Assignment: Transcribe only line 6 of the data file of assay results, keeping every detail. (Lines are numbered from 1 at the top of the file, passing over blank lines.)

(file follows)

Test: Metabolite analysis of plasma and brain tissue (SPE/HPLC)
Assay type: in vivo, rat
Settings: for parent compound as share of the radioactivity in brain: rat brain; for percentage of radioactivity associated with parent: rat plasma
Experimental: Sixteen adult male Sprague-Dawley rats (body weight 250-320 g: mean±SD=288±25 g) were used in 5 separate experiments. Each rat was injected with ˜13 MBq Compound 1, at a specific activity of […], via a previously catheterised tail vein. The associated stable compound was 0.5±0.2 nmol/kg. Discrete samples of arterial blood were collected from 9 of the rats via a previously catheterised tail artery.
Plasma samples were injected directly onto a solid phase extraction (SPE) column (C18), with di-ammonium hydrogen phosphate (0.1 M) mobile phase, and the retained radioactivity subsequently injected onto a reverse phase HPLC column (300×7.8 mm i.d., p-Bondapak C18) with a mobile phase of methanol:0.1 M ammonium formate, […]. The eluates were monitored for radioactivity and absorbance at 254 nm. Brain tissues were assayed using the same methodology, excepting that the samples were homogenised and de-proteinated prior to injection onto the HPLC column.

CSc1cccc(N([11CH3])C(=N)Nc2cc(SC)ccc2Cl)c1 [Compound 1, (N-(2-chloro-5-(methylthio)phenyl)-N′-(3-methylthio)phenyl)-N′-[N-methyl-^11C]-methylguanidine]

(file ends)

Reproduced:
CSc1cccc(N([11CH3])C(=N)Nc2cc(SC)ccc2Cl)c1 [Compound 1, (N-(2-chloro-5-(methylthio)phenyl)-N′-(3-methylthio)phenyl)-N′-[N-methyl-^11C]-methylguanidine]